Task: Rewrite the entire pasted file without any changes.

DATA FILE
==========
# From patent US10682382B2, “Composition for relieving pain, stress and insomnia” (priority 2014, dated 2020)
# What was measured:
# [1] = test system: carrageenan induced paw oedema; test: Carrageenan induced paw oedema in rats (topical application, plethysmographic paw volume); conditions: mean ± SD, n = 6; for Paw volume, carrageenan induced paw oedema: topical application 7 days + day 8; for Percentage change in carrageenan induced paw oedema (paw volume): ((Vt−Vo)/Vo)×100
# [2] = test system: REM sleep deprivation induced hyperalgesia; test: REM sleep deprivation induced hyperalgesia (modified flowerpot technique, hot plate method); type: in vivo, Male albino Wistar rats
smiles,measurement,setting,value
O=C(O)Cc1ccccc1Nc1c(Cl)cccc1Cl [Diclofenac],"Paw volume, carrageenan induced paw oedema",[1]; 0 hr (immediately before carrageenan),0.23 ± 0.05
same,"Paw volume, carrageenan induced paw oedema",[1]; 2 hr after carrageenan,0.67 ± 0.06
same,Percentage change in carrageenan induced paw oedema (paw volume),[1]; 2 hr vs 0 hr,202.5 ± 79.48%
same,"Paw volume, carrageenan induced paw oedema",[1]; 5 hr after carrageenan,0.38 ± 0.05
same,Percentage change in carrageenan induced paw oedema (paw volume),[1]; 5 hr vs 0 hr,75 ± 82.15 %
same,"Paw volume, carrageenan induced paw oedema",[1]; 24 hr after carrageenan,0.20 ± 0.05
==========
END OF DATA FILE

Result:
# From patent US10682382B2, “Composition for relieving pain, stress and insomnia” (priority 2014, dated 2020)
# What was measured:
# [1] = test system: carrageenan induced paw oedema; test: Carrageenan induced paw oedema in rats (topical application, plethysmographic paw volume); conditions: mean ± SD, n = 6; for Paw volume, carrageenan induced paw oedema: topical application 7 days + day 8; for Percentage change in carrageenan induced paw oedema (paw volume): ((Vt−Vo)/Vo)×100
# [2] = test system: REM sleep deprivation induced hyperalgesia; test: REM sleep deprivation induced hyperalgesia (modified flowerpot technique, hot plate method); type: in vivo, Male albino Wistar rats
smiles,measurement,setting,value
O=C(O)Cc1ccccc1Nc1c(Cl)cccc1Cl [Diclofenac],"Paw volume, carrageenan induced paw oedema",[1]; 0 hr (immediately before carrageenan),0.23 ± 0.05
same,"Paw volume, carrageenan induced paw oedema",[1]; 2 hr after carrageenan,0.67 ± 0.06
same,Percentage change in carrageenan induced paw oedema (paw volume),[1]; 2 hr vs 0 hr,202.5 ± 79.48%
same,"Paw volume, carrageenan induced paw oedema",[1]; 5 hr after carrageenan,0.38 ± 0.05
same,Percentage change in carrageenan induced paw oedema (paw volume),[1]; 5 hr vs 0 hr,75 ± 82.15 %
same,"Paw volume, carrageenan induced paw oedema",[1]; 24 hr after carrageenan,0.20 ± 0.05